Businesses should go omnichannel in 2022. Here's why
Even the hottest brands are looking for ways to go “omnichannel” in 2022, and you should, too. Let us show you why.
In the previous article, we discussed the importance of customized customer experiences for brands. But one thing that is just as crucial is “brand availability.”
A well-personalized, top-quality product may not be able to beat the competition if it can’t bring itself where customers are when they need it before other brands do.
The pandemic age has given rise to the demand for prompt, immediate purchases. Especially in the e-commerce scene, a ten-minute car ride to the store is cut down to two clicks on the app and three steps to the front door. Plus, there is no closing time.
From 2021 to 2022, global Google searches for “24/7 customer service” grew six times and doubled for “late night shopping”1. Shoppers also expect a shorter order processing time for offline and online purchases.
In response to this change, we can see brands of all sizes extending their operating time and sales channels. However, while increased orders on busy Friday nights are tempting, businesses that hastily increase their capacity may end up losing more than they earn.
How can businesses keep up with such demand for promptness without operating deficits in the long run?
The challenge is obviously greater for physical stores since increased opening hours require higher operational investments in payroll, production, overhead, etc.
There are numerous technologies brands can utilize to minimize costs of added working hours while capturing the most business opportunities, for example;
Automatic, manless purchasing channels such as kiosks or vending machines significantly reduce operating costs compared to running the store at full scale.
Digital menus or gadgets allow customers to browse the catalog, order, and pay in-store without contacting staff: facilitating a quicker, automated purchasing process while saving labor costs.
While most digital platforms are accessible 24/7, not all can accept orders at any time of the day. This issue usually stems from the unavailability of the checkout process.
In some cases, admins are required to process orders manually, especially on social commerce platforms. Here is where office hours become a hurdle. When customers cannot complete the checkout or have to wait for too long, they are likely to resort to other brands at one point.
E-commerce brands can make sure payments can come through at any time — thus, secure more orders — with payment automation tools.
- Automatic payment confirmation
Using modern payment technologies, online brands can build an automated checkout flow to accept payments anytime.
Websites can install webhooks to confirm payments in real-time. Mobile platforms also have the mobile banking option that seamlessly redirects customers to and from bank apps. These are just a few examples.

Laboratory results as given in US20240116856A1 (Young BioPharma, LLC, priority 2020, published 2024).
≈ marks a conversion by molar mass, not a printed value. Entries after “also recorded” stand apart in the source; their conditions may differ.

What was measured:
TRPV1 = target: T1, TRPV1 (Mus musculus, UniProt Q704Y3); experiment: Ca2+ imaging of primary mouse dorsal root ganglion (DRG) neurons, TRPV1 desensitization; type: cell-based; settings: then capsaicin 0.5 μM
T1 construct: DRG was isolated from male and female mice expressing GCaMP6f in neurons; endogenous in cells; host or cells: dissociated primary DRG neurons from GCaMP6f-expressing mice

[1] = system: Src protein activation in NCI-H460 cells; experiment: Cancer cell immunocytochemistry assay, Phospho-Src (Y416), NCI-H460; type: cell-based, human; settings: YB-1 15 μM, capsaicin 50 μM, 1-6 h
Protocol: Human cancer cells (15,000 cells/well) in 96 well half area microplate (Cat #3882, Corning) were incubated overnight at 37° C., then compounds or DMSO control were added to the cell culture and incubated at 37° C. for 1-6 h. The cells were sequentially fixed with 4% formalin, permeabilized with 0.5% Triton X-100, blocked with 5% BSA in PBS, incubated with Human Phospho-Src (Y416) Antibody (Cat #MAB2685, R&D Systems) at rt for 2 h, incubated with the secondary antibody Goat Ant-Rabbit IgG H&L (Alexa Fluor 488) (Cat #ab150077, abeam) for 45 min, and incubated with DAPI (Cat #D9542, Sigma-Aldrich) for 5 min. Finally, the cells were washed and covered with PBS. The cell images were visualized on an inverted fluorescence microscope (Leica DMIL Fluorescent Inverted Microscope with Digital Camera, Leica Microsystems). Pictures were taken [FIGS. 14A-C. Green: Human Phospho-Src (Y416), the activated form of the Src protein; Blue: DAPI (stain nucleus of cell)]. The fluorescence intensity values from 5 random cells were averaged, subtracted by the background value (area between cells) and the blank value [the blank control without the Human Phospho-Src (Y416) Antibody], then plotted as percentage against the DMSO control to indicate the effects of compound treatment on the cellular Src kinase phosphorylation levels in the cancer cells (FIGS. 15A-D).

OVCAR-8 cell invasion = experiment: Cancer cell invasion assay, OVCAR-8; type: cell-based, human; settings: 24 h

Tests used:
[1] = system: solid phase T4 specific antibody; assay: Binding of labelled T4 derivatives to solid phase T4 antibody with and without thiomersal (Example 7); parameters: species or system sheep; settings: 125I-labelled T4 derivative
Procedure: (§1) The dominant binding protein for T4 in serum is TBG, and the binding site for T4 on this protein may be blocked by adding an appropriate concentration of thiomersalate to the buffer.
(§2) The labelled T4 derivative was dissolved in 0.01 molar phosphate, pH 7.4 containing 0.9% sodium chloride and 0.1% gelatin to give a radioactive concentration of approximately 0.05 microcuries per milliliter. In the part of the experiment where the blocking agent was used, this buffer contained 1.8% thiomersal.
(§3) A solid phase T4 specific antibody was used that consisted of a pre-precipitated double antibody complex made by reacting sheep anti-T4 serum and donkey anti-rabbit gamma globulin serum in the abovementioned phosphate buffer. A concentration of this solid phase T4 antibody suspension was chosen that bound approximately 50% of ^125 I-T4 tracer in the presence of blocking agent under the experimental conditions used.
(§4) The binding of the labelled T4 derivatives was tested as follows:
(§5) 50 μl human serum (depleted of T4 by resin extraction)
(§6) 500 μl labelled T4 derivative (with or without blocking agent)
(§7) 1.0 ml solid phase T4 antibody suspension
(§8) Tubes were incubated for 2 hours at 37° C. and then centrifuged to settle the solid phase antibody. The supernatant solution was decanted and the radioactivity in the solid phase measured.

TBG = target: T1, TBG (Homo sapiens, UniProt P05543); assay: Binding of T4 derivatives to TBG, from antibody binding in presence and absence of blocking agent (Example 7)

In the long run, businesses can also cut down or completely remove the manual steps such as validating receipts and third-party involvements, which could cause privacy issues.
- Payment links
In some circumstances, customers cannot make payments at the point of sales, or during office hours, despite their willingness to purchase. Brands can take up payment links to tailor a checkout flow where this segment can pay anytime — even outside office hours.
Modern e-commerce technologies have blurred the line between physical and digital channels. Consumers nowadays no longer stick to the traditional online or offline journey. They prefer to mix and match each step how they deem most convenient, which has led to the rapid expansion of omnichannel businesses in recent years.
Omnichannel shopping experience
Customers tend to make purchases 2.5 times more frequently and with a 13% higher value on omnichannel than a single channel.2 This is mainly thanks to a customizable customer journey with a seamless cross-channel shopping experience.
Whether your customers prefer to buy online and pick up in-store, reserve on the app and pay at your store, or shop offline and checkout on their phones, the bottom line for all omnichannel journeys is the consistency of accessibility to data and the quality of purchasing experiences.
What do your customers expect?
- Ease of purchase
They should be able to access sufficient and up-to-date product information. Most importantly, checkout should be fast and smooth, from payment to product handling.
- Painless transition
Customers should not feel any bumps switching across physical and digital channels. They expect brands to remember their preferences and offer prompt services no matter where they are.
Several brands have utilized members’ online data in their physical stores to provide personalized item suggestions. On the other hand, shops can also keep track of in-store purchases to suggest re-purchases via online platforms.
The role of payments in omnichannel
There are endless interpretations of going omnichannel. It can be entirely offline, online, or a hybrid of both. But whatever type of channels you use, make sure to equip your business with a robust payment backbone.
Look for a payment gateway that offers an effortless payment flow to maximize the quality of the checkout experience. Also, facilitate financial management with a single dashboard that lets employees oversee and manage payments from all channels in one place.
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